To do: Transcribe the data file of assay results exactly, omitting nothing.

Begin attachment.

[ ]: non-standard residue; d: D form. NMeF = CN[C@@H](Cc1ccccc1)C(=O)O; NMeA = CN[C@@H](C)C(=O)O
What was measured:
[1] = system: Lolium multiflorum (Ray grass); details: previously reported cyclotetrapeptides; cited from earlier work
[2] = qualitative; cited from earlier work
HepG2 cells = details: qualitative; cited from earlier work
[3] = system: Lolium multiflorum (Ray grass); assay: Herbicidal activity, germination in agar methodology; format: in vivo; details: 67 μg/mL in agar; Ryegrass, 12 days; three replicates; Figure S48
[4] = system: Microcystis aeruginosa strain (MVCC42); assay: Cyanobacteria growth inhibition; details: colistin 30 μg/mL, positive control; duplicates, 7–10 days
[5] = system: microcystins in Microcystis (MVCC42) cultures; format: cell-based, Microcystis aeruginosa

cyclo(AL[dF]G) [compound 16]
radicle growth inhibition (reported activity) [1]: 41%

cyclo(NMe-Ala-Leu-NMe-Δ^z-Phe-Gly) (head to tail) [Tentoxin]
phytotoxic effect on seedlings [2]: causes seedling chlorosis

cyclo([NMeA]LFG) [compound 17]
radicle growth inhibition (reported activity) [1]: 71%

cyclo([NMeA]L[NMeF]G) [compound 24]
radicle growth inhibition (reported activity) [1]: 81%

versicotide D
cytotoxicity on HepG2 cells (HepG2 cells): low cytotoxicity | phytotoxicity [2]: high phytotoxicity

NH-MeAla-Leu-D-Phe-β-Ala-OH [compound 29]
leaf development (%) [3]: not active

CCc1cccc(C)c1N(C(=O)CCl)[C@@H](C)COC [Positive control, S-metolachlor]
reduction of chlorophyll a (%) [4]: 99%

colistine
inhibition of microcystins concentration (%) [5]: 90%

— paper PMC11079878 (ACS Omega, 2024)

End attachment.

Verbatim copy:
[ ]: non-standard residue; d: D form. NMeF = CN[C@@H](Cc1ccccc1)C(=O)O; NMeA = CN[C@@H](C)C(=O)O
What was measured:
[1] = system: Lolium multiflorum (Ray grass); details: previously reported cyclotetrapeptides; cited from earlier work
[2] = qualitative; cited from earlier work
HepG2 cells = details: qualitative; cited from earlier work
[3] = system: Lolium multiflorum (Ray grass); assay: Herbicidal activity, germination in agar methodology; format: in vivo; details: 67 μg/mL in agar; Ryegrass, 12 days; three replicates; Figure S48
[4] = system: Microcystis aeruginosa strain (MVCC42); assay: Cyanobacteria growth inhibition; details: colistin 30 μg/mL, positive control; duplicates, 7–10 days
[5] = system: microcystins in Microcystis (MVCC42) cultures; format: cell-based, Microcystis aeruginosa

cyclo(AL[dF]G) [compound 16]
radicle growth inhibition (reported activity) [1]: 41%

cyclo(NMe-Ala-Leu-NMe-Δ^z-Phe-Gly) (head to tail) [Tentoxin]
phytotoxic effect on seedlings [2]: causes seedling chlorosis

cyclo([NMeA]LFG) [compound 17]
radicle growth inhibition (reported activity) [1]: 71%

cyclo([NMeA]L[NMeF]G) [compound 24]
radicle growth inhibition (reported activity) [1]: 81%

versicotide D
cytotoxicity on HepG2 cells (HepG2 cells): low cytotoxicity | phytotoxicity [2]: high phytotoxicity

NH-MeAla-Leu-D-Phe-β-Ala-OH [compound 29]
leaf development (%) [3]: not active

CCc1cccc(C)c1N(C(=O)CCl)[C@@H](C)COC [Positive control, S-metolachlor]
reduction of chlorophyll a (%) [4]: 99%

colistine
inhibition of microcystins concentration (%) [5]: 90%

— paper PMC11079878 (ACS Omega, 2024)